There are a range of traps people can fall into when working from home that make it difficult to balance work and relaxation effectively – but as an employer, you can help your staff members to avoid these mistakes. For example, encourage your employees to set up dedicated workspaces away from general living areas. Whether this involves turning a spare room into a home office or simply designating a corner of a living room as a work area, this can help employees to create a mental separation between work and rest. Another tip is to encourage staff members to stick to set working hours where possible.

Staying focused

Staying focussed can be tough for those who are new to home working. Two-fifths of the people we polled said they were worried they wouldn’t be able to keep their focus at work, while 37% revealed they were concerned their employer didn’t think they were working hard enough. Over a third (34%) stated they were worried they may end up working longer hours.

To help your employees stay focussed without putting them under pressure to do too much, it’s essential that you establish clear and reasonable targets for them. Also, make sure you set up regular manager check-ins so that progress can be monitored and any problems picked up early on.

 

Personal productivity


Despite concerns about remaining focused, it seems as though many people are finding they can work more productively and manage their time better away from the distractions of the office. In fact, 100% of respondents said their time management had improved since they started working remotely, while 45% felt their personal productivity had increased.

To further boost the productivity of your employees, it’s important to make sure you provide them with all the training and technical support they need to do their jobs effectively remotely. As part of this, you should ensure they have access to and know how to use remote working tools that can help them perform their roles.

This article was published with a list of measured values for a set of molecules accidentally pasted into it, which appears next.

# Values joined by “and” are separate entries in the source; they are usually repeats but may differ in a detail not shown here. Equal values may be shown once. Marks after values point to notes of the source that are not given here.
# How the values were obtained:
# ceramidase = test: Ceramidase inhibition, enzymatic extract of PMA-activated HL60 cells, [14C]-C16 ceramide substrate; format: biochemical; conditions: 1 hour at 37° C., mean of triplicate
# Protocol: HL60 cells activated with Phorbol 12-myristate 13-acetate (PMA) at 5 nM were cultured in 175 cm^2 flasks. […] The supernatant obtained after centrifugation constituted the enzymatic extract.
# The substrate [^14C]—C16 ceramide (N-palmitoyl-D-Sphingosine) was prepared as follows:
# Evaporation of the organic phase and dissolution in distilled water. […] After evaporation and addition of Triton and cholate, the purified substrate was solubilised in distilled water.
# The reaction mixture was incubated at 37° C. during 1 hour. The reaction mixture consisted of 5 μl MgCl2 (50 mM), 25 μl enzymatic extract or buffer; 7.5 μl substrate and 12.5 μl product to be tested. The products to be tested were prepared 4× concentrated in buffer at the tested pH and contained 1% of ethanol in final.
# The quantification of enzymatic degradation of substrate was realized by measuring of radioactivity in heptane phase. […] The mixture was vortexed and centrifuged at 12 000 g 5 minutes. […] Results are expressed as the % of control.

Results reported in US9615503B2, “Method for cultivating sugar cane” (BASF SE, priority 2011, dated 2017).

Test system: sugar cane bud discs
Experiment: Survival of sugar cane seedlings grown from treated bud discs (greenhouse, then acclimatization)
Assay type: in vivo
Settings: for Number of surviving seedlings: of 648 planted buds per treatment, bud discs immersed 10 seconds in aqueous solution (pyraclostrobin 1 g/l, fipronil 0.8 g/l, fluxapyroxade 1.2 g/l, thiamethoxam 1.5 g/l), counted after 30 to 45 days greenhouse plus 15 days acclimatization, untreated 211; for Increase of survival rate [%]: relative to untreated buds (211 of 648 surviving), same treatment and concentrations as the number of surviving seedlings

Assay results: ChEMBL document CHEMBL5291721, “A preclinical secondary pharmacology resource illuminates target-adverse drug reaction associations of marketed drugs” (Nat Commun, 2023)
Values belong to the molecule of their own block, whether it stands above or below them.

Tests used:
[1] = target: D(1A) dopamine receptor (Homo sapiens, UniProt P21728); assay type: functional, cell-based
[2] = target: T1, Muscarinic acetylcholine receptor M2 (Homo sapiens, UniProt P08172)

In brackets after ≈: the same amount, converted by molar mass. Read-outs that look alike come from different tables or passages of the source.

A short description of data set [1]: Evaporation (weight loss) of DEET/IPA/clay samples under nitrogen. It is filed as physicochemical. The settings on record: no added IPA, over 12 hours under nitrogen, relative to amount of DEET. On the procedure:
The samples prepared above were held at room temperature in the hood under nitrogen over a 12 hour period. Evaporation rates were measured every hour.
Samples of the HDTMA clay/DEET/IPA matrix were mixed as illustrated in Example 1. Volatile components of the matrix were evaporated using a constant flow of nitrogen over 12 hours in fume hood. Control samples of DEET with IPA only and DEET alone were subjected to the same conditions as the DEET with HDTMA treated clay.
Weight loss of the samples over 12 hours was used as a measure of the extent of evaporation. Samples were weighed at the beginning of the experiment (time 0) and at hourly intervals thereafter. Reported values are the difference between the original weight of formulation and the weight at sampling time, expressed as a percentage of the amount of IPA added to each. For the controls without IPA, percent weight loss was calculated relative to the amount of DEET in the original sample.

Missing the work environment

 

When asked how much they missed the office work environment on a scale of zero to 10 (with zero being not at all and 10 being very much), the most common response was a seven. Over 18% of people opted for this. The next most common response was eight, with over 13% of respondents picking this. People missed their colleagues most, followed by the work environment itself.

To help employees connect and give them a chance to chat to each other about non-work issues, you could encourage them to use communication tools like Slack or WhatsApp to keep in touch. These interactions can help to relieve stress and boost morale.

 

Remote working set up

Unlike in an office, there’s no tech support team on standby for people working at home who suffer problems like internet outages or software failures. Although over three-quarters (76%) of respondents said they already had stable internet at home before lockdown, and 20% said this was arranged after lockdown was announced, 4% of people revealed they didn’t have access to reliable internet. Our survey also found that 11% of people didn’t have all the relevant software for working at home.

Where possible, it’s important to ensure that your workers have the good quality, reliable equipment and software they need to perform their roles remotely. This may mean providing people with items such as laptops and computer monitors, and it’s also vital to make sure they have access to the relevant software and tools. This could include anything from communication apps like Google Hangouts and Microsoft Teams to project management tracking tools such as Trello and Asana.

By being mindful of remote workers’ needs and taking action to address them, you can help to protect the wellbeing of your employees. This is beneficial not only for your personnel, but also for your business as a whole.